Imagine a real-valued, discrete-time signal $h[n]$ with $N$ samples and a sampling period of $T_s = 1/f_s$. We know that the DFT of the signal $H[k]$ is conjugate symmetric because the signal is real-valued:

$H[N-k] = H^*[k], k=1,..,N-1$ and $H[0] \in R$

Now you want to apply a fractional delay $\tau [s]$ (i.e., any real-valued delay, not limited to an integer times the sampling period) in the frequency-domain:

$H_{\tau}[k] = e^{-\frac{j2 \pi k}{N}f_s\tau}H[k]$

Now verify symmetry again:

$H_{\tau}[N-k] = e^{-\frac{j2 \pi (N-k)}{N}f_s \tau}H[k] = e^{-j2 \pi f_s \tau}e^{+\frac{j2 \pi k}{N}f_s\tau}H[k]$

which means that the symmetry will only hold for $f_s \tau \in Z$ (i.e., the delay should be an integer times the sampling period). This also implies that the inverse DFT of my delayed spectrum will not be real-valued anymore, which actually makes no sense.

Therefore, my question is whether there's a straightforward way to apply a fractional delay in the frequency domain.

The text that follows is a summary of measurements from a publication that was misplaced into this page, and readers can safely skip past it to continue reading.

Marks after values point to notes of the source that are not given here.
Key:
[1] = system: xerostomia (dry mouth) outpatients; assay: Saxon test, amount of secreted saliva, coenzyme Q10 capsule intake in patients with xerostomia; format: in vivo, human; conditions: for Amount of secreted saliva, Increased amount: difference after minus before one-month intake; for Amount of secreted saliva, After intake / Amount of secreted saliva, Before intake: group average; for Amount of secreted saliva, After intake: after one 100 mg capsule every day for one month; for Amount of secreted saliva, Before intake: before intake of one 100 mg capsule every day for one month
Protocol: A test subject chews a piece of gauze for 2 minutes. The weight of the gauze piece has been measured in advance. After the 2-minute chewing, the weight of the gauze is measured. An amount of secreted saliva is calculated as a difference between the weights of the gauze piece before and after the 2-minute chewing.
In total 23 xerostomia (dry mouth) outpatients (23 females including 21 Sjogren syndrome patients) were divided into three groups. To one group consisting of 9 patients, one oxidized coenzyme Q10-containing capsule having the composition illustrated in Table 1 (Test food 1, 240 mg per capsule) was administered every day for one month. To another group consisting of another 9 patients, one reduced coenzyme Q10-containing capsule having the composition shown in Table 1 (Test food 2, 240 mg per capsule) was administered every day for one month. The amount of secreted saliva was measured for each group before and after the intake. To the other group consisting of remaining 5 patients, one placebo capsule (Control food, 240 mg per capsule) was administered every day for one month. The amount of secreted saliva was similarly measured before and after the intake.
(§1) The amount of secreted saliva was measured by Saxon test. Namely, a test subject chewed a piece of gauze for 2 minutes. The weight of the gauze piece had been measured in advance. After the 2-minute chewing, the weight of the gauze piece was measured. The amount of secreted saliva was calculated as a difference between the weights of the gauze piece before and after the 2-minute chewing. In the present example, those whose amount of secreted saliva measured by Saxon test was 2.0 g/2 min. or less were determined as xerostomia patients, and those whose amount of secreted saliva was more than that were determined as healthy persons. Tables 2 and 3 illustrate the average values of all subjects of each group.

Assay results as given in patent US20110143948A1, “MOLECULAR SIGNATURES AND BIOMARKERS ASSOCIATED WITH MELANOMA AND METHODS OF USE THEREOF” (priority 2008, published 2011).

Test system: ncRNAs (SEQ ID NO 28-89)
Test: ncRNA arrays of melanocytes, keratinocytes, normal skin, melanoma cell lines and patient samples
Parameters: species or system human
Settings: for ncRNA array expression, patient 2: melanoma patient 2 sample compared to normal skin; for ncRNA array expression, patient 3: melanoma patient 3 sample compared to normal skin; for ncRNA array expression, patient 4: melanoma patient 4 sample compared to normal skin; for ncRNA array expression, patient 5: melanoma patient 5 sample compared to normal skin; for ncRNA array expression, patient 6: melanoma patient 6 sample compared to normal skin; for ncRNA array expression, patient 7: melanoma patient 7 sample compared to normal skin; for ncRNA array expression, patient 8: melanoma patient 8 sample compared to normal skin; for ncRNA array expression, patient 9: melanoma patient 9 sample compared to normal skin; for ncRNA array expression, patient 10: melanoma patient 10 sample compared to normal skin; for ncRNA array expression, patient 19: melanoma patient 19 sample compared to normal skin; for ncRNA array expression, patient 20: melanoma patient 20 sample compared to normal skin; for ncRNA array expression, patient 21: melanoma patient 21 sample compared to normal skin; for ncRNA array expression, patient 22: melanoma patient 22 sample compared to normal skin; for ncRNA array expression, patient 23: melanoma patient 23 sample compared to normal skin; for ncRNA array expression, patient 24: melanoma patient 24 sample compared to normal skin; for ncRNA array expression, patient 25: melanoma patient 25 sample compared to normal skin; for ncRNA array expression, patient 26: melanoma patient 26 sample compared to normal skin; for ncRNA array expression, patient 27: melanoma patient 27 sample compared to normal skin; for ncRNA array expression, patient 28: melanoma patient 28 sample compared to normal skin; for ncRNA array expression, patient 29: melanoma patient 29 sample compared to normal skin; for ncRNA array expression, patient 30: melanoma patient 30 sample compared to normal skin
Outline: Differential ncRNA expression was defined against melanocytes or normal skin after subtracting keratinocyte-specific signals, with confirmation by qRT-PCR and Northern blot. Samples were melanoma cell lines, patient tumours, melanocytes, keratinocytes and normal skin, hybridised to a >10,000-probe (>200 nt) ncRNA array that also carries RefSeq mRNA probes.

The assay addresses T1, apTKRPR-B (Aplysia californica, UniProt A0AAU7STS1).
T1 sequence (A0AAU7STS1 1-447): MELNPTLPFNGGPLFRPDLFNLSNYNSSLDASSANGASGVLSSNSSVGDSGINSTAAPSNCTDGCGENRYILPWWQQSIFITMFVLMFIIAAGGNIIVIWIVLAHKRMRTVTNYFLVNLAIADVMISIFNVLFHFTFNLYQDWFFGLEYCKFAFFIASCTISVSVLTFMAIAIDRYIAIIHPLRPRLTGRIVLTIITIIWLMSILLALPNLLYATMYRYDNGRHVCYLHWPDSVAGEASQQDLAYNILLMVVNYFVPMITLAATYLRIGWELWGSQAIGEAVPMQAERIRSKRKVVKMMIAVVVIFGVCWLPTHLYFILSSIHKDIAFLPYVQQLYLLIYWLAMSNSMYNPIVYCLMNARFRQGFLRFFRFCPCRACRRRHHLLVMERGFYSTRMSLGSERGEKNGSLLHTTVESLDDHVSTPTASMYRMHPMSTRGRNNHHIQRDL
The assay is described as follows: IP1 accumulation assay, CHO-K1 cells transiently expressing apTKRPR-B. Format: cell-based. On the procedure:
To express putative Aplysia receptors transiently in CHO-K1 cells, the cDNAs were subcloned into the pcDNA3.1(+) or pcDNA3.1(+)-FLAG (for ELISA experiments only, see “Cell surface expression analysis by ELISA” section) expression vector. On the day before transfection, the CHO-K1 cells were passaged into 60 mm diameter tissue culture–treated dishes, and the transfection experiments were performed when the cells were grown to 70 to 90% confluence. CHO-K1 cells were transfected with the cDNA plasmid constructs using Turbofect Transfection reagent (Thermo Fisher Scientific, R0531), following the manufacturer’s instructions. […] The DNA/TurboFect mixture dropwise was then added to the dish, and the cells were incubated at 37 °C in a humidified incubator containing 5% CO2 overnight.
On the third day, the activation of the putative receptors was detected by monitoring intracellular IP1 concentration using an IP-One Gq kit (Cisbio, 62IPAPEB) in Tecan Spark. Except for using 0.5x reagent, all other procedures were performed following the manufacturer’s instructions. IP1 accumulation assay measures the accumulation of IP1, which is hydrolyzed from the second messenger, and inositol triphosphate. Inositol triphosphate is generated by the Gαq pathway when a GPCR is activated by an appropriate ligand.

One way I can come up with is to apply the delay on one side of the spectrum, and then impose symmetry; however, this does not seem to yield the desired signal.

Another way is to multiply with the DFT of a fractionally delayed sinc-function, but then I am actually using a time-domain technique. Because the DFT of a sinc-function is actually a rectangular window, and delaying this sinc-function results in a phase shift in the frequency domain as described above, I understand that this way is some small correction to the first-described method which resulted in a complex-valued signal. However, I do not see what this small correction actually is in the frequency-domain, such that this technique does end up with a real-valued signal.

A third way I came up with is to do a DTFT instead of a DFT, apply the delay, and then sample this DTFT to end up with a DFT. However, I do not see how this works numerically.